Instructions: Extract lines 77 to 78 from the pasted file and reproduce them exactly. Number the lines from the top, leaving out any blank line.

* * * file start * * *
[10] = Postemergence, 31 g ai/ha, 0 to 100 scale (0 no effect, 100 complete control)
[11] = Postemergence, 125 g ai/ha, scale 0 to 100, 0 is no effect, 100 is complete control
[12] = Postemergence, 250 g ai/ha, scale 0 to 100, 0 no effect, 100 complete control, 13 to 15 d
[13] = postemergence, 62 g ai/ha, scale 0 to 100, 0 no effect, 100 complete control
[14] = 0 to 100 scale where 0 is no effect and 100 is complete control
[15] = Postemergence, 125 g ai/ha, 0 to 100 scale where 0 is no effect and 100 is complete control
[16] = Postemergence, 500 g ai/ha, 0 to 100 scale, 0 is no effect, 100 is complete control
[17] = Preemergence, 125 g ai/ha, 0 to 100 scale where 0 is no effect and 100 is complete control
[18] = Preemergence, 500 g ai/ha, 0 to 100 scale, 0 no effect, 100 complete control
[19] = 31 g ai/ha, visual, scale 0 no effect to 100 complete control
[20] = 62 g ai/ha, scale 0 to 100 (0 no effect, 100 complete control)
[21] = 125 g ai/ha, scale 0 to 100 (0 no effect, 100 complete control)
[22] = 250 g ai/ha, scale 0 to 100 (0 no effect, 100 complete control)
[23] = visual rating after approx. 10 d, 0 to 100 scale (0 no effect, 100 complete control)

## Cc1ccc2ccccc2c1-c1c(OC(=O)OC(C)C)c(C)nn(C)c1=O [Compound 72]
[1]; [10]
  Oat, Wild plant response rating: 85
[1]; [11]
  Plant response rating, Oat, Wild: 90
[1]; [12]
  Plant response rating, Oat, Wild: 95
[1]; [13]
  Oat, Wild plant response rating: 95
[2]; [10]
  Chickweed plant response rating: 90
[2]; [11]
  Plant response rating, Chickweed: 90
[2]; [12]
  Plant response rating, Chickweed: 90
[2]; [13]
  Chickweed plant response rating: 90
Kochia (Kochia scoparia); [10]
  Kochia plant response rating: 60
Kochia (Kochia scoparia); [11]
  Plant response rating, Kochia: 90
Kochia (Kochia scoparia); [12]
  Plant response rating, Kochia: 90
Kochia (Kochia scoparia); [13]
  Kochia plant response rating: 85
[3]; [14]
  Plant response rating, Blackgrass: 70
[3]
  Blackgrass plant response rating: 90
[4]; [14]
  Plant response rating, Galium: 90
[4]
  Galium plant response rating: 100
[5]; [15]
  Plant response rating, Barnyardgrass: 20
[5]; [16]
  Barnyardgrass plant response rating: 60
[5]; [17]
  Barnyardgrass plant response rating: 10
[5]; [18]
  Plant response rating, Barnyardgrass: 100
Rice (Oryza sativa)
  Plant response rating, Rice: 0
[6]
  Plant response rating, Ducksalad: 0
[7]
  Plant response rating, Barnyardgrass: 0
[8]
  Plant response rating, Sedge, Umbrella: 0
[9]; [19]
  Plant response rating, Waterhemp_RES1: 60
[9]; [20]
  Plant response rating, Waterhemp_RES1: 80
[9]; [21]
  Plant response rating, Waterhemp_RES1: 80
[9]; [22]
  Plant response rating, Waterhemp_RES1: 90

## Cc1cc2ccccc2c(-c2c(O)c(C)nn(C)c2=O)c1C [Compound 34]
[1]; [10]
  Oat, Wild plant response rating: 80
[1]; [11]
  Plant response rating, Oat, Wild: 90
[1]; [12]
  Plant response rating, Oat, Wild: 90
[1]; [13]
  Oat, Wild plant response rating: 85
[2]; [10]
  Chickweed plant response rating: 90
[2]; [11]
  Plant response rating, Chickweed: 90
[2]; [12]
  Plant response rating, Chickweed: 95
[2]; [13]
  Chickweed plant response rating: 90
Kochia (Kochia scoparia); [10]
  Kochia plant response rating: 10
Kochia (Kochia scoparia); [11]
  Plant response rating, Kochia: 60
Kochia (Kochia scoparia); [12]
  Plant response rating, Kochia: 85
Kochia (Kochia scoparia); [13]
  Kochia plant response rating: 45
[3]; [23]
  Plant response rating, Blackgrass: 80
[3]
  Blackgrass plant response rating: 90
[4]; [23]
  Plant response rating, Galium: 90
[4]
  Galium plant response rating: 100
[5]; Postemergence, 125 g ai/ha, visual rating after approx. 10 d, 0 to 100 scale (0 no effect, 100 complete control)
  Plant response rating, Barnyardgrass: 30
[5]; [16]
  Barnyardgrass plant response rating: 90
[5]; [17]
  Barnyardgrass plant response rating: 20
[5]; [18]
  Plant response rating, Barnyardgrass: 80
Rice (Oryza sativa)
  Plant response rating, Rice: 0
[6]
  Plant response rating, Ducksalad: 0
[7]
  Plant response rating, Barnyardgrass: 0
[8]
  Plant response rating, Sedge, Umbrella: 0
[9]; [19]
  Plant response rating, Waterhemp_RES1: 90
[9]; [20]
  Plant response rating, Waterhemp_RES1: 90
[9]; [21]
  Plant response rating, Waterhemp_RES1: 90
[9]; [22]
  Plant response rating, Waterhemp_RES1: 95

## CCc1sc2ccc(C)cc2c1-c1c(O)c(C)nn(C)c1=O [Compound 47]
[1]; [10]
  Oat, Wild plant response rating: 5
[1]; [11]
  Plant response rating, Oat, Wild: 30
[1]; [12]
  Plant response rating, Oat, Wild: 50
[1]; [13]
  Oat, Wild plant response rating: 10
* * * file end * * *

[1]; [12]
  Plant response rating, Oat, Wild: 90